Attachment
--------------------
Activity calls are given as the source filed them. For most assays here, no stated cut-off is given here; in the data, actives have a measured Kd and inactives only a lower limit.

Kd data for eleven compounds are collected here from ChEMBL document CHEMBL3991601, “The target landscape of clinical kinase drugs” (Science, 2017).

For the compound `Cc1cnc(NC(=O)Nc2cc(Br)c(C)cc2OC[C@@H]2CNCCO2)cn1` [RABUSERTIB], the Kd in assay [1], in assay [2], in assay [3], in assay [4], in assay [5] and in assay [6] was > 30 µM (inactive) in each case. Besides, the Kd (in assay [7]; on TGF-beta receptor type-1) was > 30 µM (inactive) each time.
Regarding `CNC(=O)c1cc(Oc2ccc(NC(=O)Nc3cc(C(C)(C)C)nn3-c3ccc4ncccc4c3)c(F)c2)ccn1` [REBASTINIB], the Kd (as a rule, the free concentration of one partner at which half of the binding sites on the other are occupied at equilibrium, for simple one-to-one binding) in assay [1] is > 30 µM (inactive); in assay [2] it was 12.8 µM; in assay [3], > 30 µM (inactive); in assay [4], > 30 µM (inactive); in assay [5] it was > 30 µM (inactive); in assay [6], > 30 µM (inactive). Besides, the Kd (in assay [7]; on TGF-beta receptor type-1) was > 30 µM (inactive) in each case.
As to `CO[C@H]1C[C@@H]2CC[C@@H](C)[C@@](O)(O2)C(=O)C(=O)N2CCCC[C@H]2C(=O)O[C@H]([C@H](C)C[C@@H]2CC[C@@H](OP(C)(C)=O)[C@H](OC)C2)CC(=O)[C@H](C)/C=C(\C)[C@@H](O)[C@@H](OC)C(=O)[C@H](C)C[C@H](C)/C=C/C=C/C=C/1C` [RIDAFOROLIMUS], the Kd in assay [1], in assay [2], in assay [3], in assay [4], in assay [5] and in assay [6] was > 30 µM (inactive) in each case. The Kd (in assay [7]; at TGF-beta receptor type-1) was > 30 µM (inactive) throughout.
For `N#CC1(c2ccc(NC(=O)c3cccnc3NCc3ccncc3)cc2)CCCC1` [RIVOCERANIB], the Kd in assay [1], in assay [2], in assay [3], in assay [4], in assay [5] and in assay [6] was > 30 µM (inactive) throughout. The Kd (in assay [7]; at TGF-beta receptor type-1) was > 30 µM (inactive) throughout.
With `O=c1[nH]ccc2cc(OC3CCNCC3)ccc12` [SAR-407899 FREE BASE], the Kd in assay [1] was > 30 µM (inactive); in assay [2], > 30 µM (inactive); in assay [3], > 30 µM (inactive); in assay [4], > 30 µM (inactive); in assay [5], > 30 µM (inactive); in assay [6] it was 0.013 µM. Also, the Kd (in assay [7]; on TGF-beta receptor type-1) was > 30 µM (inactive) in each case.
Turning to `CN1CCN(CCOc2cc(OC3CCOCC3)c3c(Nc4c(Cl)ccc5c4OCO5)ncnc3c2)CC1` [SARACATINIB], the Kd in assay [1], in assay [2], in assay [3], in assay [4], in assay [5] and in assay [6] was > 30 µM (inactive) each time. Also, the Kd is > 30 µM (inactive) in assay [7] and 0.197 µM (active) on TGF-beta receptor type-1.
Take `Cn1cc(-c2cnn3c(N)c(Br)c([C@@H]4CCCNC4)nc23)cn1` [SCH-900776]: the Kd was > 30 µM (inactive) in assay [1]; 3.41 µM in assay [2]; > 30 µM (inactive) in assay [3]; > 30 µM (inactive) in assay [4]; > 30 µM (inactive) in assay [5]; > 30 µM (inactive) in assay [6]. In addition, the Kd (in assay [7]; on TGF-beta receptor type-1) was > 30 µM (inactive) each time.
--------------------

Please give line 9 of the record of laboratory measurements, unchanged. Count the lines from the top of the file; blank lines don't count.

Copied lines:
Take `Cn1cc(-c2cnn3c(N)c(Br)c([C@@H]4CCCNC4)nc23)cn1` [SCH-900776]: the Kd was > 30 µM (inactive) in assay [1]; 3.41 µM in assay [2]; > 30 µM (inactive) in assay [3]; > 30 µM (inactive) in assay [4]; > 30 µM (inactive) in assay [5]; > 30 µM (inactive) in assay [6]. In addition, the Kd (in assay [7]; on TGF-beta receptor type-1) was > 30 µM (inactive) each time.